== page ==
ABDIJAN (Reuters) – The African Development Bank said on Saturday it had approved a $100 million loan to develop a bauxite mine in northwest Guinea, as the West African country works to treble output by 2020. The money will help construct a new mine operated by Guinea Alumina Corporation, a subsidiary of Dubai-based Emirates Global Aluminum, by 2020 with annual production capacity of 12 million tonnes of bauxite, the Bank said in a statement.
It will also finance a new container terminal in the port city of Kamsar and the refurbishment of a 143-km (89-mile) railway to the port from the mine in the town of Boke, it said.
Guinea has about a third of the world’s bauxite reserves, which are refined and smelted to make aluminium. But annual production has lingered below 20 million tonnes for years, largely due to political instability.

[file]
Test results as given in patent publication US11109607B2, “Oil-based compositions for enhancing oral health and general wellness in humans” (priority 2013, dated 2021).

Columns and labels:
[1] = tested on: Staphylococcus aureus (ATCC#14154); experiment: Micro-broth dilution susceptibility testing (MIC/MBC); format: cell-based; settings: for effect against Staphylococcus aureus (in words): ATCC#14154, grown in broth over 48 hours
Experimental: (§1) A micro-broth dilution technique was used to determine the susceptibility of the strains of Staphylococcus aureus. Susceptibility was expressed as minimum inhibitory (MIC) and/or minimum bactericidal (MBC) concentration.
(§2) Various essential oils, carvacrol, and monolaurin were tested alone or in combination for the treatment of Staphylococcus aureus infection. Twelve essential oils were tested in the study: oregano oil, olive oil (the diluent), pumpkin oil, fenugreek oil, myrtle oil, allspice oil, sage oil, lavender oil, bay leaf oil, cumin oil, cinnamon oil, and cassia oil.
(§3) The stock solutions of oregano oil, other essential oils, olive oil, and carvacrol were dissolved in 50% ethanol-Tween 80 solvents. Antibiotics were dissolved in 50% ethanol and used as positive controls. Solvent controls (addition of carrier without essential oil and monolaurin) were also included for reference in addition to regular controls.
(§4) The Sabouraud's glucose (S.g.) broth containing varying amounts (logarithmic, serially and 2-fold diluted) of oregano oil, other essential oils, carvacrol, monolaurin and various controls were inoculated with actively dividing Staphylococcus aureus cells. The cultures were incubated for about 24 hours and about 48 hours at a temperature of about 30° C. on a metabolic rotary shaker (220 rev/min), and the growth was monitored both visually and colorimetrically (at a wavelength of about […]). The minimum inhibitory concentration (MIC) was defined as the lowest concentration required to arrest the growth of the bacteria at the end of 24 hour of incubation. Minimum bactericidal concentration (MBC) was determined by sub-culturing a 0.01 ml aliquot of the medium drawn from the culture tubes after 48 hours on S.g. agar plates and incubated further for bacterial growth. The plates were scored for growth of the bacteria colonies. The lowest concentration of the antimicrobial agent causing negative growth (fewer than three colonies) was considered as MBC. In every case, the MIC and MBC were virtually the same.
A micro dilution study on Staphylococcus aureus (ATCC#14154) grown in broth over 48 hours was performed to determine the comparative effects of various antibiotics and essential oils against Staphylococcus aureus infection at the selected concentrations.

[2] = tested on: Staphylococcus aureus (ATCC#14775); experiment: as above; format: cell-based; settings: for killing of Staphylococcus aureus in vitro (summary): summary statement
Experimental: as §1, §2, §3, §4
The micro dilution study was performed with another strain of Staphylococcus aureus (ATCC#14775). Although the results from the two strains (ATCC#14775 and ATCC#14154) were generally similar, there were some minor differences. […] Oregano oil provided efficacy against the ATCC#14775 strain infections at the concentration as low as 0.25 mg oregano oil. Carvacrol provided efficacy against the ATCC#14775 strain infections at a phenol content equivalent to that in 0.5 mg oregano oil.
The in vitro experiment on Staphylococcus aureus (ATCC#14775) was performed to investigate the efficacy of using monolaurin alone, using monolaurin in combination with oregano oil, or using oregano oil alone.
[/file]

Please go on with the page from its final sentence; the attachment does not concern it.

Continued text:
Operations at mines around Boke have been interrupted this year by riots in which protesters complained that the nation’s mineral wealth had not brought enough jobs or eased poverty.
However, the government expects bauxite output to rise to over 30 million tonnes this year and is targeting 60 million tonnes by 2020.
Reporting By Joe Bavier; Writing by Aaron Ross; Editing by Edmund Blair